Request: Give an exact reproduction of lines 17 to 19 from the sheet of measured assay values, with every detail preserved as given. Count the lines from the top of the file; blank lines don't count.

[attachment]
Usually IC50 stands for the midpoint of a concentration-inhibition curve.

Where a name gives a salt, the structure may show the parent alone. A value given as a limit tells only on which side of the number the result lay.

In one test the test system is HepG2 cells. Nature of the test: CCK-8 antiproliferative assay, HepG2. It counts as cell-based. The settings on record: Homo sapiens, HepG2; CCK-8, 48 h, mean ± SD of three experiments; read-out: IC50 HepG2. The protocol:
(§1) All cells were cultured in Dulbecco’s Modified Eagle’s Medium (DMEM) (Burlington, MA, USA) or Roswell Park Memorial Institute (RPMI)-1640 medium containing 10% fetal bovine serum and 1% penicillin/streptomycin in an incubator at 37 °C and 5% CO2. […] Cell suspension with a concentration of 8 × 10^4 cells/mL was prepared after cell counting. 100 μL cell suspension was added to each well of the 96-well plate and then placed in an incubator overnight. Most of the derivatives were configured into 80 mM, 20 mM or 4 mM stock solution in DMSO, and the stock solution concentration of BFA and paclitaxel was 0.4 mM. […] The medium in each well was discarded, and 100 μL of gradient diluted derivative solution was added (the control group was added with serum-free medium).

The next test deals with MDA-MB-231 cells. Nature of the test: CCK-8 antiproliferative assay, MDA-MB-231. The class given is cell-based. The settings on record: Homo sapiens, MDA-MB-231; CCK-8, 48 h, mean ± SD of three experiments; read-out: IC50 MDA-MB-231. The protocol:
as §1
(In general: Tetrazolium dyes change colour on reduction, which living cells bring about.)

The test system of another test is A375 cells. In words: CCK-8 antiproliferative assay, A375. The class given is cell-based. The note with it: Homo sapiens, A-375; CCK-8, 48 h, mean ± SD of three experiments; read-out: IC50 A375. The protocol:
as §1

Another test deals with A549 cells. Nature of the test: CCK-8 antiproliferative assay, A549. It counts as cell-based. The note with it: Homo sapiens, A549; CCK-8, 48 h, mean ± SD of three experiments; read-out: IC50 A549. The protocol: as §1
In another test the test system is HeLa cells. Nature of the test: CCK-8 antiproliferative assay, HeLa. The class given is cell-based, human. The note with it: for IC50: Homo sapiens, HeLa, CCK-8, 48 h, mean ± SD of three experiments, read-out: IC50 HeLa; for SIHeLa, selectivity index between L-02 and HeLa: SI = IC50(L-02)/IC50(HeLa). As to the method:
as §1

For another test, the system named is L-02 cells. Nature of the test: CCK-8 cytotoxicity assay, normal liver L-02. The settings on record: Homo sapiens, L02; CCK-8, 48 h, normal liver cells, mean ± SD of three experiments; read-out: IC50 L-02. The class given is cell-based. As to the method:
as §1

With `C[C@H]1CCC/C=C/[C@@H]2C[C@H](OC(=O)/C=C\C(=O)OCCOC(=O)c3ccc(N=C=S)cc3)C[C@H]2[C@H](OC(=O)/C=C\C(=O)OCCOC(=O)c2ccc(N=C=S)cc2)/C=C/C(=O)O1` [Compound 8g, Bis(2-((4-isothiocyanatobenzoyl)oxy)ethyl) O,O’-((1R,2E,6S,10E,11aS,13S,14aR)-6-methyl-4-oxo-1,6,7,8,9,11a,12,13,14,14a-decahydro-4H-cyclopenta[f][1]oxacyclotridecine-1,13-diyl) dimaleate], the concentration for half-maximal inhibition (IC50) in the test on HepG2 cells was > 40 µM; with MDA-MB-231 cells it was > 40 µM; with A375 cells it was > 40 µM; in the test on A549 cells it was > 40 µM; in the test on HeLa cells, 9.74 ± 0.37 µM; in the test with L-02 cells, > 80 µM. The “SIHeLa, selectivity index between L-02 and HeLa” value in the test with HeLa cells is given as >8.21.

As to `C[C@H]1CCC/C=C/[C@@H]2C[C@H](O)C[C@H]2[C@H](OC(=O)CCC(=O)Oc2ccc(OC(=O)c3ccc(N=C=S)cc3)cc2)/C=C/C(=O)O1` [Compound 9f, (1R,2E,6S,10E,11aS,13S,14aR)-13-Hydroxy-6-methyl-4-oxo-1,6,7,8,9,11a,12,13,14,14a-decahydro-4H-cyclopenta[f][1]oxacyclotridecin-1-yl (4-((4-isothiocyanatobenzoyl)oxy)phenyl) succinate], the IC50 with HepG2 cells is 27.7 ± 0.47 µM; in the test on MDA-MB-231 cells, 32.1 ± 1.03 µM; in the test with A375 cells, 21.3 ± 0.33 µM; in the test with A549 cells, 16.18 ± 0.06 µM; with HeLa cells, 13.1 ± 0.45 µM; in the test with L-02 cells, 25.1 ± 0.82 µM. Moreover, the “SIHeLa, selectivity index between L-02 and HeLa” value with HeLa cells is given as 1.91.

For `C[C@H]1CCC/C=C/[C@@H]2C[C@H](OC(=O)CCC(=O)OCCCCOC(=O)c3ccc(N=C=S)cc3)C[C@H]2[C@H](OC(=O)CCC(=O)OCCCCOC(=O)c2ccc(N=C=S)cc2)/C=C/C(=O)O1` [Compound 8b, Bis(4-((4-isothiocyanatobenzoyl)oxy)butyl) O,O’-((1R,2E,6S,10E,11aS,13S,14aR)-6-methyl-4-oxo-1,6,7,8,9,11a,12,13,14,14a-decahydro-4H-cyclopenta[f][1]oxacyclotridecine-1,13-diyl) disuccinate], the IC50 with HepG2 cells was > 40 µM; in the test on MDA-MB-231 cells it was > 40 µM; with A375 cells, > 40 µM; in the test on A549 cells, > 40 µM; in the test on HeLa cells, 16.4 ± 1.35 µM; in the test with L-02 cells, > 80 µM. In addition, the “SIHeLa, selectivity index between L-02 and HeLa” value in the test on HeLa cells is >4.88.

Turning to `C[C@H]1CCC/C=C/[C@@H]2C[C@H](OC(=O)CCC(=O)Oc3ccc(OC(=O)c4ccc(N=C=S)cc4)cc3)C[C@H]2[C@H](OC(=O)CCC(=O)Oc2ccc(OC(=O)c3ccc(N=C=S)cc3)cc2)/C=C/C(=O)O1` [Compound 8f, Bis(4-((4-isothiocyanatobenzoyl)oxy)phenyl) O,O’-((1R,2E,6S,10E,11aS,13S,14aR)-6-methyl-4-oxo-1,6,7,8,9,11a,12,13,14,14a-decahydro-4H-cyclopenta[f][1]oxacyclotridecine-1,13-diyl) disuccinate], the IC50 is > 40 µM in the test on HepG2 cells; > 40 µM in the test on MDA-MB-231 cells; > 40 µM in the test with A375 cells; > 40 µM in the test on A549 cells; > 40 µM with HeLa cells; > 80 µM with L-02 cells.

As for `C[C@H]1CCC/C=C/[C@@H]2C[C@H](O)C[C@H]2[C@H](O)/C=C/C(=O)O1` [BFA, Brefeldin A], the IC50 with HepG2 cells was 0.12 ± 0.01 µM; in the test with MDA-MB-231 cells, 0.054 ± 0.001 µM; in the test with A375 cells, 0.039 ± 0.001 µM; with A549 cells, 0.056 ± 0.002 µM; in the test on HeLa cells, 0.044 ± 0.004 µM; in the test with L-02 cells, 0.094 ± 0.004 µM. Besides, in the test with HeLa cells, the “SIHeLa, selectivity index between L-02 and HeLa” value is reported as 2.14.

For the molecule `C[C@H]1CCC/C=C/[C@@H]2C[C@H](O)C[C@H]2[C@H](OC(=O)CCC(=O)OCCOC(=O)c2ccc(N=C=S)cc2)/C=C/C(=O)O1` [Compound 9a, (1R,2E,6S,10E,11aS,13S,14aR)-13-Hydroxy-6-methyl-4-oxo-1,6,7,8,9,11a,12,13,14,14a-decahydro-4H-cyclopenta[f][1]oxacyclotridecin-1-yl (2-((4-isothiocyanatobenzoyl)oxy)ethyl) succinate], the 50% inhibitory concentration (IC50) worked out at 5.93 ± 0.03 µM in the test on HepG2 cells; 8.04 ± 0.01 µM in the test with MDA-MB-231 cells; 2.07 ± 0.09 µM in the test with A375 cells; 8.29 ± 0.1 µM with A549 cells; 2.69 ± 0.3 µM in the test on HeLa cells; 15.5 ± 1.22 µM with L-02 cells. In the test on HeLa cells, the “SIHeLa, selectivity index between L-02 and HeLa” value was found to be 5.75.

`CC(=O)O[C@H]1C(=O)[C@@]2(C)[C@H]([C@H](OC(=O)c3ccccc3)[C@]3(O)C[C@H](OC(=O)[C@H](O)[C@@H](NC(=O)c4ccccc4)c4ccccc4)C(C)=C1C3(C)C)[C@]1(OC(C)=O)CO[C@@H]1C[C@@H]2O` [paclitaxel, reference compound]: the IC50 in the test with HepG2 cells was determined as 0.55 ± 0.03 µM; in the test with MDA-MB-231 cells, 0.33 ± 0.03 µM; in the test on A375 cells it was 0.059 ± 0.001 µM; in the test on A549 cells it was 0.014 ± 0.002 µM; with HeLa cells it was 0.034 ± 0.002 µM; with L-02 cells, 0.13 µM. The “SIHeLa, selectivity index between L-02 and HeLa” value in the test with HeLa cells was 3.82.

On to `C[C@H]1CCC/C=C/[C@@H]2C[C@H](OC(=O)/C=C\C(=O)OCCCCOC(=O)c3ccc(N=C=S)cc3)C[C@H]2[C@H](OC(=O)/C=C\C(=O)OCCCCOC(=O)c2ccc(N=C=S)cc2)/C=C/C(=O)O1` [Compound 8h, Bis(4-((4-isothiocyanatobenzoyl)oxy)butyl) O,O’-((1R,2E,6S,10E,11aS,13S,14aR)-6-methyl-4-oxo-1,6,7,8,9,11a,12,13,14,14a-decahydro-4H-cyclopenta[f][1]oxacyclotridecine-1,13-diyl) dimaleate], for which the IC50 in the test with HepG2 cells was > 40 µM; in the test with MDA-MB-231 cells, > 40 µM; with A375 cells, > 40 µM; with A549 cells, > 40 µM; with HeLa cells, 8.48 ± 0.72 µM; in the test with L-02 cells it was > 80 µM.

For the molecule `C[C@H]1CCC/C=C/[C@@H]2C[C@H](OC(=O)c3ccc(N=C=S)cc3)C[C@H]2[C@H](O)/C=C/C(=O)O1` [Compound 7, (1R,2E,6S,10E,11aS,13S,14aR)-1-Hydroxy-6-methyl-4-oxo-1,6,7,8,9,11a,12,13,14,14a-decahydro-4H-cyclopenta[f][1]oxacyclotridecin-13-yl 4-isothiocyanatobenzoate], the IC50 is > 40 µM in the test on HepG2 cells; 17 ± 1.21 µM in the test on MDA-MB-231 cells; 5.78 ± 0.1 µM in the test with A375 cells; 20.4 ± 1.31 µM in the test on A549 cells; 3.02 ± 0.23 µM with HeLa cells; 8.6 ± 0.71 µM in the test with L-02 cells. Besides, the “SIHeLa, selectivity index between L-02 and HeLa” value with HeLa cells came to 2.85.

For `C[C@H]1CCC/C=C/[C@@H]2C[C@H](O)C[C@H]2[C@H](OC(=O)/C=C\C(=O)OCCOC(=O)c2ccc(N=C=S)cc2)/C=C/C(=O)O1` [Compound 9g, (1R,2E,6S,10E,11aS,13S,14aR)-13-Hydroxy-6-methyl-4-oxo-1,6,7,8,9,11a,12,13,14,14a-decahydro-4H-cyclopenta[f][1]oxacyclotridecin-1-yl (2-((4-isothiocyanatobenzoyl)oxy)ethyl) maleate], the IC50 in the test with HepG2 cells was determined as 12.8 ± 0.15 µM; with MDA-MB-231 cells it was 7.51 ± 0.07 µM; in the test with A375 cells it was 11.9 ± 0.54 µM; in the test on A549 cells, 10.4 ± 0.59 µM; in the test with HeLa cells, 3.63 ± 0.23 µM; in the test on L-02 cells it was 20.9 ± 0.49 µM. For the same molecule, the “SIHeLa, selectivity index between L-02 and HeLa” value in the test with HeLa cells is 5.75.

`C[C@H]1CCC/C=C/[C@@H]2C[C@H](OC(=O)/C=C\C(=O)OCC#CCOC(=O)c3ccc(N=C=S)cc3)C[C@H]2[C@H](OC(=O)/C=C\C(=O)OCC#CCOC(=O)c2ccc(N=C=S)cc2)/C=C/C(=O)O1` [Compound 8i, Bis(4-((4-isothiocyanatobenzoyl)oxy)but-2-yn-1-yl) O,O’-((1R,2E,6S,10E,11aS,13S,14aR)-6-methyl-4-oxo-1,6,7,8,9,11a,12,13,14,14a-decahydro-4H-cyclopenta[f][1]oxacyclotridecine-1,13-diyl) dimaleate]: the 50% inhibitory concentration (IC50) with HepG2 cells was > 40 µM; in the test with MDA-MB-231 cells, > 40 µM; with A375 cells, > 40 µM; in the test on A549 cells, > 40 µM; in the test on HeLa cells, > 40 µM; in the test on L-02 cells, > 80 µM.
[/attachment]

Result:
For `C[C@H]1CCC/C=C/[C@@H]2C[C@H](OC(=O)CCC(=O)OCCCCOC(=O)c3ccc(N=C=S)cc3)C[C@H]2[C@H](OC(=O)CCC(=O)OCCCCOC(=O)c2ccc(N=C=S)cc2)/C=C/C(=O)O1` [Compound 8b, Bis(4-((4-isothiocyanatobenzoyl)oxy)butyl) O,O’-((1R,2E,6S,10E,11aS,13S,14aR)-6-methyl-4-oxo-1,6,7,8,9,11a,12,13,14,14a-decahydro-4H-cyclopenta[f][1]oxacyclotridecine-1,13-diyl) disuccinate], the IC50 with HepG2 cells was > 40 µM; in the test on MDA-MB-231 cells it was > 40 µM; with A375 cells, > 40 µM; in the test on A549 cells, > 40 µM; in the test on HeLa cells, 16.4 ± 1.35 µM; in the test with L-02 cells, > 80 µM. In addition, the “SIHeLa, selectivity index between L-02 and HeLa” value in the test on HeLa cells is >4.88.

Turning to `C[C@H]1CCC/C=C/[C@@H]2C[C@H](OC(=O)CCC(=O)Oc3ccc(OC(=O)c4ccc(N=C=S)cc4)cc3)C[C@H]2[C@H](OC(=O)CCC(=O)Oc2ccc(OC(=O)c3ccc(N=C=S)cc3)cc2)/C=C/C(=O)O1` [Compound 8f, Bis(4-((4-isothiocyanatobenzoyl)oxy)phenyl) O,O’-((1R,2E,6S,10E,11aS,13S,14aR)-6-methyl-4-oxo-1,6,7,8,9,11a,12,13,14,14a-decahydro-4H-cyclopenta[f][1]oxacyclotridecine-1,13-diyl) disuccinate], the IC50 is > 40 µM in the test on HepG2 cells; > 40 µM in the test on MDA-MB-231 cells; > 40 µM in the test with A375 cells; > 40 µM in the test on A549 cells; > 40 µM with HeLa cells; > 80 µM with L-02 cells.

As for `C[C@H]1CCC/C=C/[C@@H]2C[C@H](O)C[C@H]2[C@H](O)/C=C/C(=O)O1` [BFA, Brefeldin A], the IC50 with HepG2 cells was 0.12 ± 0.01 µM; in the test with MDA-MB-231 cells, 0.054 ± 0.001 µM; in the test with A375 cells, 0.039 ± 0.001 µM; with A549 cells, 0.056 ± 0.002 µM; in the test on HeLa cells, 0.044 ± 0.004 µM; in the test with L-02 cells, 0.094 ± 0.004 µM. Besides, in the test with HeLa cells, the “SIHeLa, selectivity index between L-02 and HeLa” value is reported as 2.14.